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Was hoping someone could provide some patterns/techniques/ideas to increase performance for the following scenario.

Am integrating with an external ordering system via SOAP. The external system can be slow and unfortunately nothing can be changed at that end.

All products are retrieved from this external source and an order is only placed with the external system when they've paid so cart functionality will be implemented locally.

When a item is added to the cart, it will check the external source if there's enough stock and then add the item to the cart locally, and the user will stay on the same page (eg. wont' redirect to a cart summary screen). It will also check the rest of the items in their cart to ensure there is enough stock, so depending on how many items they have there could be a lot of calls to the external source.

I guess, could only check the stock levels for other items in their cart when they get to the checkout summary screen and subsequent checkout screens but i feel that isn't the best user experience.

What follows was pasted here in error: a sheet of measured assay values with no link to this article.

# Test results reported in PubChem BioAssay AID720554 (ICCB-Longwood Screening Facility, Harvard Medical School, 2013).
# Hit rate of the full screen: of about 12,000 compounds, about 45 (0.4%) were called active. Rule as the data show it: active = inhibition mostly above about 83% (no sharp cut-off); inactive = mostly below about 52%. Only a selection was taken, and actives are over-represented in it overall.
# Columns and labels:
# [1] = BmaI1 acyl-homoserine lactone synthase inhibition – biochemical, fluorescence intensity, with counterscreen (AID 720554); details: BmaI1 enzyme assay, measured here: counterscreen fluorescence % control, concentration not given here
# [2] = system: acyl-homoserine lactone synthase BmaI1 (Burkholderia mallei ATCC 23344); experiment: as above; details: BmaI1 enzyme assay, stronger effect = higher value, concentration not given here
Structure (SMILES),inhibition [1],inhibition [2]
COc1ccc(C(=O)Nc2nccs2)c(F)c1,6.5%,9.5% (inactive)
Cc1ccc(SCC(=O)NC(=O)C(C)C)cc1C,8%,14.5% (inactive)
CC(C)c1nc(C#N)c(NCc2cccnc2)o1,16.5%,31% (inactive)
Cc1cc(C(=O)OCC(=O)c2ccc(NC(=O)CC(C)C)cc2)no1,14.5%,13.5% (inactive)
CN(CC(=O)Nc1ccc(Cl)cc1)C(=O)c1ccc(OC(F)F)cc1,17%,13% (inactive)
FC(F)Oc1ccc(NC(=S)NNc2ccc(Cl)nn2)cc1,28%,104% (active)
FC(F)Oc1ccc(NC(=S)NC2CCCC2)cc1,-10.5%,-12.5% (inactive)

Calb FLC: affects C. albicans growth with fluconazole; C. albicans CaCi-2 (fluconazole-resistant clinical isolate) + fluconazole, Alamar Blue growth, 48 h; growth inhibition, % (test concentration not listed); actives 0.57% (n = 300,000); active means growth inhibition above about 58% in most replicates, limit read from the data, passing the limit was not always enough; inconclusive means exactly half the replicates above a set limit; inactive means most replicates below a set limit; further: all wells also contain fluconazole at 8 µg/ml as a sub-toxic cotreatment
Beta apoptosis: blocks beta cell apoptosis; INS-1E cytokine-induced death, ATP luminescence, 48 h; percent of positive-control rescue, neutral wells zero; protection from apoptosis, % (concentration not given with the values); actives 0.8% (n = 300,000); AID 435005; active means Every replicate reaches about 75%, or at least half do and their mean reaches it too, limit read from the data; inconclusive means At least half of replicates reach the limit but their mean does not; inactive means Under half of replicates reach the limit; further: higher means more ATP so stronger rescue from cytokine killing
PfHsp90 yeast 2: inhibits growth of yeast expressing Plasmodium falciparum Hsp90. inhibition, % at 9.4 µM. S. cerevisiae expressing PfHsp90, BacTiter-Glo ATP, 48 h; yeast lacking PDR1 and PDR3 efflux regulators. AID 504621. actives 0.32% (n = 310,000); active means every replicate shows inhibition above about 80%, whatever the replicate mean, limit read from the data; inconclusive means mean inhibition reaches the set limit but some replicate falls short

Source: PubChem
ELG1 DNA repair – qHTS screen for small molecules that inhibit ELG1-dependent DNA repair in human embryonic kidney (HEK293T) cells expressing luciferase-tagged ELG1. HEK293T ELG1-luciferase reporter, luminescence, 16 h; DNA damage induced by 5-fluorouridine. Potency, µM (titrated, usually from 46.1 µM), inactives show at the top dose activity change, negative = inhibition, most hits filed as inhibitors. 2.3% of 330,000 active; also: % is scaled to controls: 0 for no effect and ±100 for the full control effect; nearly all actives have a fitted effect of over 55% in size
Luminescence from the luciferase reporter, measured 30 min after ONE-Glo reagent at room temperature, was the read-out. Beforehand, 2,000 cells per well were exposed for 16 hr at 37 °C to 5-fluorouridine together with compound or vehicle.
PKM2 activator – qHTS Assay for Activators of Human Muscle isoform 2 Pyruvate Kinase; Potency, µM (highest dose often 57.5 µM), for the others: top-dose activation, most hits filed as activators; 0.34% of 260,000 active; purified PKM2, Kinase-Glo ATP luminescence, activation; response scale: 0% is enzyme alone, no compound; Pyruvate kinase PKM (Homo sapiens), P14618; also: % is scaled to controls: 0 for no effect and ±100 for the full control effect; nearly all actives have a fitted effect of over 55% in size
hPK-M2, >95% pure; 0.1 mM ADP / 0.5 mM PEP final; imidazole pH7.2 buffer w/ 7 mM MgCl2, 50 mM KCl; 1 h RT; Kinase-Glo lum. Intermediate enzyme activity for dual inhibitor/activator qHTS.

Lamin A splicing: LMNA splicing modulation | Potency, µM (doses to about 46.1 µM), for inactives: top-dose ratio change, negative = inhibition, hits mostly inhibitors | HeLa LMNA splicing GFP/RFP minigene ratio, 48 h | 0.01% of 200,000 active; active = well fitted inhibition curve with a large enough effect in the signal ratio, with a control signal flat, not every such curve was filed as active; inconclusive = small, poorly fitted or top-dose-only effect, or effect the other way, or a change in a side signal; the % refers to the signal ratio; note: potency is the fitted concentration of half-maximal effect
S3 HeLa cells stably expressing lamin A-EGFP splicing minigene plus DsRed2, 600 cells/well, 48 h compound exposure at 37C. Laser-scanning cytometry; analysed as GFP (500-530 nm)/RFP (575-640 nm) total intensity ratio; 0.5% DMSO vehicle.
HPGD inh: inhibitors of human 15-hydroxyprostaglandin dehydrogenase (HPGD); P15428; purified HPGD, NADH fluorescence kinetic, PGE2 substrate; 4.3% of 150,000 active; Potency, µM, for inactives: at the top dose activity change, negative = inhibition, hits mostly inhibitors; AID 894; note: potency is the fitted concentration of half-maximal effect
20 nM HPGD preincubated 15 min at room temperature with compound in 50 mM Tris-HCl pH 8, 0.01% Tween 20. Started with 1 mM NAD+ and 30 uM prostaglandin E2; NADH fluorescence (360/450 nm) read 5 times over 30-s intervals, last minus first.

For reference, local site will be using ASP.NET MVC3

Any suggestions?

Thanks

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2 Answers 2

You'd need to perform the checking asynchronously - ie when an item is added to the cart, you fire off a request but do not wait for the response. Instead all responses go to a central queue and are then applied to the cart.

If an item is out of stock, then you will have to notify the user as they browse the site, possibly pop up a warning saying the item is unavailable. They will have an item in their cart with a red warning when they look. You could then cache the results and remove that item from the store (or mark it as temporarily unavailable) and intermittently re-check to see if the item has been restocked.

Also, when they reach the checkout area, you will have to pause while the queue empties and each item in their cart receives their check response.

It depends on your situation whether this will work well - if there are a lot of 'sold out' stock then this is probably not what you want to do, but in such a case, you will have no option but to wait for the response.

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If you're going to be making a lot of calls to check the stock levels every time an item is added, that would imply the stock levels would change very quickly - it's worth looking at some statistics to see if this is actually necessary.

If it's not, you could create a simpler solution with a local store of the stock levels that gets updated by another process every 10 minutes (for example) - even better if you can get the external party to publish the stock list and you can just subscribe, but it doesn't sound like you've got much control over them.

You could then do a check against the external service to ensure stock is there before taking payment, process the payment and submit the order.

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